The Tysons Community Circuit is finally starting to take shape in concept, if not in reality quite yet.
The Fairfax County Board of Supervisors accepted new design guidelines last Tuesday (Feb. 7) for the 4.75-mile recreational trail that will one day loop around the core of Tysons, assuming everything goes according to the county’s comprehensive plan.
“We have the first portion coming in with the next piece of The Boro, so I think this is going to be an exciting opportunity for beautiful and multi-use opportunities in the Tysons area,” Providence District Supervisor Dalia Palchik said.
Crafted by county staff and developer representatives from the Tysons Partnership (now evolving into the Tysons Community Alliance), the design guidance outlines the overall vision for the Tysons Community Circuit and sets standards for paving, crosswalks, signs and other elements.
Dated Dec. 6, 2022, the document calls for consistency throughout the trail, proposing concrete as the primary pavement material to “unify the diverse building frontages and site conditions” in the area.
It also stresses the need for a “comprehensive approach” to intersections and crosswalks that considers both pedestrians and non-motorized vehicles like bicycles. Accent strips and “artistically designed” crosswalks with bold colors are recommended as visual cues.
“Accent strips should be incorporated at intersection approaches to alert users of potential conflict points,” the guidance says. “The changes in both color and texture will alert pedestrians to slow down as they approach intersections.”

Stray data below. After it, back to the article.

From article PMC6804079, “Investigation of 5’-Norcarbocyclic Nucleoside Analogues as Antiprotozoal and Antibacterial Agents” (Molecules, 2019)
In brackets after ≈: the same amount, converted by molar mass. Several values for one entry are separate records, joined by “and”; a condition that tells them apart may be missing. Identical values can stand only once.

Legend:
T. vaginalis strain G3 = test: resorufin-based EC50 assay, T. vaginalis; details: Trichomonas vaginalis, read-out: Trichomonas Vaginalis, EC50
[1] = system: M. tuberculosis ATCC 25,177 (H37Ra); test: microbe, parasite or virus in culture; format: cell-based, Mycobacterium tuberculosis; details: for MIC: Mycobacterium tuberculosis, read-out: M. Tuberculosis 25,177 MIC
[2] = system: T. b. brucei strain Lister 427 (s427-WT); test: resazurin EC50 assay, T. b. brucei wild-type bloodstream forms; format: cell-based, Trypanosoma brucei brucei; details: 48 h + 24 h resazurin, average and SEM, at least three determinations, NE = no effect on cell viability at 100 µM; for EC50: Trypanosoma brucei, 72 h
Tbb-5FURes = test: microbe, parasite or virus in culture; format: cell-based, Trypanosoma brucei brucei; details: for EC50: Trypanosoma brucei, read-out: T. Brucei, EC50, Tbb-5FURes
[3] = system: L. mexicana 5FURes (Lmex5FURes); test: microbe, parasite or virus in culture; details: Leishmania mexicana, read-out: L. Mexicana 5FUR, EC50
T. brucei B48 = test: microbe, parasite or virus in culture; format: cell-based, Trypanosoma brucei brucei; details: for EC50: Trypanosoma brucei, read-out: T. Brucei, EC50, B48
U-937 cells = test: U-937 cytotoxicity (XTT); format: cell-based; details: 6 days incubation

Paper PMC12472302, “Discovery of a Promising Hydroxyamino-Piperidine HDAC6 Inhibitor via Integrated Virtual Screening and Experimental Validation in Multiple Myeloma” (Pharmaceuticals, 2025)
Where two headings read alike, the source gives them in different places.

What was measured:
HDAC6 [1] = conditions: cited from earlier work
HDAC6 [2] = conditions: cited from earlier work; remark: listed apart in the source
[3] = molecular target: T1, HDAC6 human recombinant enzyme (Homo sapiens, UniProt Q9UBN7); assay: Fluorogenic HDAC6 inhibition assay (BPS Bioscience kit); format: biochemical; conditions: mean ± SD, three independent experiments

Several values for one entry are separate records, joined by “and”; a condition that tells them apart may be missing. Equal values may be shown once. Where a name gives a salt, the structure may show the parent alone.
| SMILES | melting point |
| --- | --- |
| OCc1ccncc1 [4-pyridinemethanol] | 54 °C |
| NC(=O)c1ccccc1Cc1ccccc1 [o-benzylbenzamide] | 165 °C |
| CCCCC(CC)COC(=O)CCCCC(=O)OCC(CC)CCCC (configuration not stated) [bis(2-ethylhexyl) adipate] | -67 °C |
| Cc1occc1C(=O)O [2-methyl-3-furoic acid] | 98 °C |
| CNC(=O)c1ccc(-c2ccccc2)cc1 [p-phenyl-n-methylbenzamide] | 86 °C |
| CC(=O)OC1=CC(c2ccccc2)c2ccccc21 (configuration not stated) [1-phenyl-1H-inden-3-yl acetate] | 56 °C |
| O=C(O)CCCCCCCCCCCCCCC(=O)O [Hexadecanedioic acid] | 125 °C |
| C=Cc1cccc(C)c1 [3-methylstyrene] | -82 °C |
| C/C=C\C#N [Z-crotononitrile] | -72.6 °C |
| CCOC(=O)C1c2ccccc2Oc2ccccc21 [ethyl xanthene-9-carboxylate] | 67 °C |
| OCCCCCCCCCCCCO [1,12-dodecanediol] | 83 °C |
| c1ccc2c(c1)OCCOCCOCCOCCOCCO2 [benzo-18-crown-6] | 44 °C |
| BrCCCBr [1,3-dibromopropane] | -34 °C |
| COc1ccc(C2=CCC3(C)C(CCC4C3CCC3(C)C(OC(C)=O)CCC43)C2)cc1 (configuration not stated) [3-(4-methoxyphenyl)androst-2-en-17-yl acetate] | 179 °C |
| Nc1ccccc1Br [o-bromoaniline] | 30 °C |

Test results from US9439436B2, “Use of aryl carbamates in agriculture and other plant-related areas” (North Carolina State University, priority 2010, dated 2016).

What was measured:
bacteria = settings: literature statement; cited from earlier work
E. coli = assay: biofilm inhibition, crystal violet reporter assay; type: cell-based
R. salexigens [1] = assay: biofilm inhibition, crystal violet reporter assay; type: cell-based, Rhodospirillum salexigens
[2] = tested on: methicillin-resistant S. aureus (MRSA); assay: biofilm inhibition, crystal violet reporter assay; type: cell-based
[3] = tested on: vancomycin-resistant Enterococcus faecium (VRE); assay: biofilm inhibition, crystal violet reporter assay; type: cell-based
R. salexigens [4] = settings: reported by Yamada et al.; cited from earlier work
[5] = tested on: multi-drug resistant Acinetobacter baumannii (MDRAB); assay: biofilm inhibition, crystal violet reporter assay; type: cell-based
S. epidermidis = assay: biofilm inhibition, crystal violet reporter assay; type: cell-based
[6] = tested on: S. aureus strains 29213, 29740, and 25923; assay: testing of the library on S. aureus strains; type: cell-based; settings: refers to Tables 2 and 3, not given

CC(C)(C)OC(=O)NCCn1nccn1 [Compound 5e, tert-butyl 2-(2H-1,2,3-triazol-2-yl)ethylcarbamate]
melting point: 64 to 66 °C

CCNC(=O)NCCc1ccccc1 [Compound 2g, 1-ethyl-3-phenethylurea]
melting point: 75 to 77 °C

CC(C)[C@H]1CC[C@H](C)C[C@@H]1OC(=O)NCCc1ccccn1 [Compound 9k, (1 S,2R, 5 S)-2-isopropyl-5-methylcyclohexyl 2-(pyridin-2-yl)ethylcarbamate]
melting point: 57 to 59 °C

Crosswalk design will be particularly important when the circuit crosses major roads — especially the Capital Beltway (I-495), Leesburg Pike (Route 7) and Chain Bridge Road (Route 123) — and when it switches to the opposite side of the street, according to the document.
The guidance also has examples of amenities for the trail, like benches, trash receptacles and bicycle and scooter parking racks. It recommends incorporating “colorful decals and pavement markings” to reinforce the Tysons brand and create a sense of place.
Decals and pavement markings can also:
- Provide directional information
- Mark travel distances
- Supply event information
- Celebrate the seasons
- Transmit safety messages
- Spread knowledge of history, literature, the arts, nature, science, etc.
Now that it has the board’s endorsement, the guidance will be used during reviews of development applications, according to a county staff report.
Along with the three-block segment in The Boro expansion, the Fairfax County Planning Commission approved a development plan for a residential building at The Mile in May that includes a 7,595-square-foot portion of the community circuit.
“The guidance is intended as a working document, and subject to refinement to reflect changing development conditions along the Circuit to ensure the best outcomes for the Circuit as a recreational trail and placemaking element in Tysons,” county staff said. “In locations where redevelopment is not anticipated, segments of the Circuit could be constructed with public funds, grants, or through public-private partnerships.”